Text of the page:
The Art of War. It's Not For Everyone : Planet Money "The Art of War" by Chinese philosopher Sun Tzu, is one of corporate America's favorite books. But John McWhorter, a linguistics professor at Columbia, isn't convinced about its utility.
NPR logo The Art of War. It's Not For Everyone

The Art of War. It's Not For Everyone

CHARLY TRIBALLEAU/AFP/Getty Images
People sit reading on the beach on a sunny day in Le Havre, northwestern France, on May 27, 2016. / AFP / CHARLY TRIBALLEAU (Photo credit should read CHARLY TRIBALLEAU/AFP/Getty Images)
CHARLY TRIBALLEAU/AFP/Getty Images

Sun Tzu's book on battlefield strategy, "The Art of War", has been required reading for the thoughtful military officer for more than 2,500 years. Today, though, among, the books biggest fans are American business people, many of whom regard it as an essential guide to business strategy. It's no accident that Donald J Trump himself echoed the book's title in his own work, The Art of the Deal.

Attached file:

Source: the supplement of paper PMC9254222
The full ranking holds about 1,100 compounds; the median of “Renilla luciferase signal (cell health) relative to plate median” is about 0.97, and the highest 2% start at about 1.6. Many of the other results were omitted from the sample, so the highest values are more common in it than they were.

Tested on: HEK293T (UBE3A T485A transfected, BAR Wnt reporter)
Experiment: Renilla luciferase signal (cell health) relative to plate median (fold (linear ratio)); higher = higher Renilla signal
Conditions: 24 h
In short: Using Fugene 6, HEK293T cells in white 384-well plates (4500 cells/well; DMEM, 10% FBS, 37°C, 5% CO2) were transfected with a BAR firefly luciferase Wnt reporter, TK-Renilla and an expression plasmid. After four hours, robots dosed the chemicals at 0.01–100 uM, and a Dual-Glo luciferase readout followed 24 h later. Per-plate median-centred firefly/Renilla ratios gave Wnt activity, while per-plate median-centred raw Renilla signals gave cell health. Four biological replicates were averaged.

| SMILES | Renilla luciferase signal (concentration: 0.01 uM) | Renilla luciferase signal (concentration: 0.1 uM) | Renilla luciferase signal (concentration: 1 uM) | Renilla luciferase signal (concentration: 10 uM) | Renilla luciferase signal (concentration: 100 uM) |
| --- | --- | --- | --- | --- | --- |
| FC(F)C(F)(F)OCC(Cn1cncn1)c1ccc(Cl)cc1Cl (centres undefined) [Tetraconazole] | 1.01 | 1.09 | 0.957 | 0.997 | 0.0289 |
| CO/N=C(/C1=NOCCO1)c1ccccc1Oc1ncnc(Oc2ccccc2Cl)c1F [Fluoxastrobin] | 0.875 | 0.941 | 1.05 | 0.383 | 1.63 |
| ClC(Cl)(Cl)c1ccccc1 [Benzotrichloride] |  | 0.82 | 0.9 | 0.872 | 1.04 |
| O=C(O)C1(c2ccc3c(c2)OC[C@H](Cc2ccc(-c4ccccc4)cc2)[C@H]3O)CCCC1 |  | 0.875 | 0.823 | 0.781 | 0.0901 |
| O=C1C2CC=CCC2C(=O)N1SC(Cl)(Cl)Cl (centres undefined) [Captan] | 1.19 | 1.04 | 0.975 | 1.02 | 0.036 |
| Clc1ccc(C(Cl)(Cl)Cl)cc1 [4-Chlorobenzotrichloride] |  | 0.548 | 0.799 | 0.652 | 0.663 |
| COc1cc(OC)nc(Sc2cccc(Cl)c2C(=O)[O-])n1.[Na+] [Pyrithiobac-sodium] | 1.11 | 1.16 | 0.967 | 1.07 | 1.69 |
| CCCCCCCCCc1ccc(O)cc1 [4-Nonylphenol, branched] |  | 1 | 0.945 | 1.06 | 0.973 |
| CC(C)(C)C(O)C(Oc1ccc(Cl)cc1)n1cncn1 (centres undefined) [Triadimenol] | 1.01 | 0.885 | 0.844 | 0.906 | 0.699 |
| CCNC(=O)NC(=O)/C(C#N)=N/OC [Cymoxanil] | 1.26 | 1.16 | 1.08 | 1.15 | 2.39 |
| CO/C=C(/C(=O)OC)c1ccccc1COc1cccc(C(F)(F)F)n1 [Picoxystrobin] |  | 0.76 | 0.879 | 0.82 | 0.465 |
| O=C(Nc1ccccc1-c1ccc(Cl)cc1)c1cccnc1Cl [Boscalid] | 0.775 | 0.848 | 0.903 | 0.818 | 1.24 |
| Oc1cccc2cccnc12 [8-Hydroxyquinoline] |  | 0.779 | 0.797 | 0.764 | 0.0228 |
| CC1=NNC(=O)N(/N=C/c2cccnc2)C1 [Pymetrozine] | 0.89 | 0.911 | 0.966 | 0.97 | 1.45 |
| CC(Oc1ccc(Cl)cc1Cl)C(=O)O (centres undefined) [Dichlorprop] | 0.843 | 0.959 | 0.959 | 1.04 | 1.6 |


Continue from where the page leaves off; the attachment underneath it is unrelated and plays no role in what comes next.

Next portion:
We talked to John McWhorter, a linguistics professor at Columbia University and podcast host at Lexicon Valley, about the book. He gave us his take on the utility of using the language of warfighting when doing business, and thinking about the boardroom as a battlefield.

Music by Drop Electric. Find us: Twitter/ Facebook.

Subscribe to our show on Apple Podcasts, PocketCasts and NPR One.